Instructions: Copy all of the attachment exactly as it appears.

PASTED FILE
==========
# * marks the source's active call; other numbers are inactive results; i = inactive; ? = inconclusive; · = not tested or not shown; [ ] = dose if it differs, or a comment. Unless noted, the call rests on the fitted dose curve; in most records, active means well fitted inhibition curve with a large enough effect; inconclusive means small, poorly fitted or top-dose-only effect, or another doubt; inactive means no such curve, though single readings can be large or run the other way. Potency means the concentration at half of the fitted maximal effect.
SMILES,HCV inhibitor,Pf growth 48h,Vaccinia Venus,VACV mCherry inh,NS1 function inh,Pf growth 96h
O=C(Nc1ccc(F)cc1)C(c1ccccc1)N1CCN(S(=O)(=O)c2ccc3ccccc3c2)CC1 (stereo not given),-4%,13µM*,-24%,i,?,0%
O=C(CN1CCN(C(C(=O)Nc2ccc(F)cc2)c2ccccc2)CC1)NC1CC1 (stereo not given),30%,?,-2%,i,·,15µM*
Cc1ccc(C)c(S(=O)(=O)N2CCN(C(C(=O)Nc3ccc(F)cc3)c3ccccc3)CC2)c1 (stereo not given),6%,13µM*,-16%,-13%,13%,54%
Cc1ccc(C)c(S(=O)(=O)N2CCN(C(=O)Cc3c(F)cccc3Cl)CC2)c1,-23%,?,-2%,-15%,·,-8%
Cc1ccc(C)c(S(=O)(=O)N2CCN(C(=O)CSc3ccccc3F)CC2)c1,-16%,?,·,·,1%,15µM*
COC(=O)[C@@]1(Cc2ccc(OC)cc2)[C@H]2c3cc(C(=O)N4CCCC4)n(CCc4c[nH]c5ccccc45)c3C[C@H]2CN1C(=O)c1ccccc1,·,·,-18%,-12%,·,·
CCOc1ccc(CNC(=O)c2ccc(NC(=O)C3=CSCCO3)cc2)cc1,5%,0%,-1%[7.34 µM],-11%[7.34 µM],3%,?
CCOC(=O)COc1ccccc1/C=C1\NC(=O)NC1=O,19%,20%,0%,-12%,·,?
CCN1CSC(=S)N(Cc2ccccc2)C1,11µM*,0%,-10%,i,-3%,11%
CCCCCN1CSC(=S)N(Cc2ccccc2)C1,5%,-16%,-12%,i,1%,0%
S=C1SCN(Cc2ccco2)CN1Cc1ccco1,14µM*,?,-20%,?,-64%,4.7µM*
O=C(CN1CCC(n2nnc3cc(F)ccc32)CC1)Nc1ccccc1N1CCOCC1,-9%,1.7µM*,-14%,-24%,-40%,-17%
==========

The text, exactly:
# * marks the source's active call; other numbers are inactive results; i = inactive; ? = inconclusive; · = not tested or not shown; [ ] = dose if it differs, or a comment. Unless noted, the call rests on the fitted dose curve; in most records, active means well fitted inhibition curve with a large enough effect; inconclusive means small, poorly fitted or top-dose-only effect, or another doubt; inactive means no such curve, though single readings can be large or run the other way. Potency means the concentration at half of the fitted maximal effect.
SMILES,HCV inhibitor,Pf growth 48h,Vaccinia Venus,VACV mCherry inh,NS1 function inh,Pf growth 96h
O=C(Nc1ccc(F)cc1)C(c1ccccc1)N1CCN(S(=O)(=O)c2ccc3ccccc3c2)CC1 (stereo not given),-4%,13µM*,-24%,i,?,0%
O=C(CN1CCN(C(C(=O)Nc2ccc(F)cc2)c2ccccc2)CC1)NC1CC1 (stereo not given),30%,?,-2%,i,·,15µM*
Cc1ccc(C)c(S(=O)(=O)N2CCN(C(C(=O)Nc3ccc(F)cc3)c3ccccc3)CC2)c1 (stereo not given),6%,13µM*,-16%,-13%,13%,54%
Cc1ccc(C)c(S(=O)(=O)N2CCN(C(=O)Cc3c(F)cccc3Cl)CC2)c1,-23%,?,-2%,-15%,·,-8%
Cc1ccc(C)c(S(=O)(=O)N2CCN(C(=O)CSc3ccccc3F)CC2)c1,-16%,?,·,·,1%,15µM*
COC(=O)[C@@]1(Cc2ccc(OC)cc2)[C@H]2c3cc(C(=O)N4CCCC4)n(CCc4c[nH]c5ccccc45)c3C[C@H]2CN1C(=O)c1ccccc1,·,·,-18%,-12%,·,·
CCOc1ccc(CNC(=O)c2ccc(NC(=O)C3=CSCCO3)cc2)cc1,5%,0%,-1%[7.34 µM],-11%[7.34 µM],3%,?
CCOC(=O)COc1ccccc1/C=C1\NC(=O)NC1=O,19%,20%,0%,-12%,·,?
CCN1CSC(=S)N(Cc2ccccc2)C1,11µM*,0%,-10%,i,-3%,11%
CCCCCN1CSC(=S)N(Cc2ccccc2)C1,5%,-16%,-12%,i,1%,0%
S=C1SCN(Cc2ccco2)CN1Cc1ccco1,14µM*,?,-20%,?,-64%,4.7µM*
O=C(CN1CCC(n2nnc3cc(F)ccc32)CC1)Nc1ccccc1N1CCOCC1,-9%,1.7µM*,-14%,-24%,-40%,-17%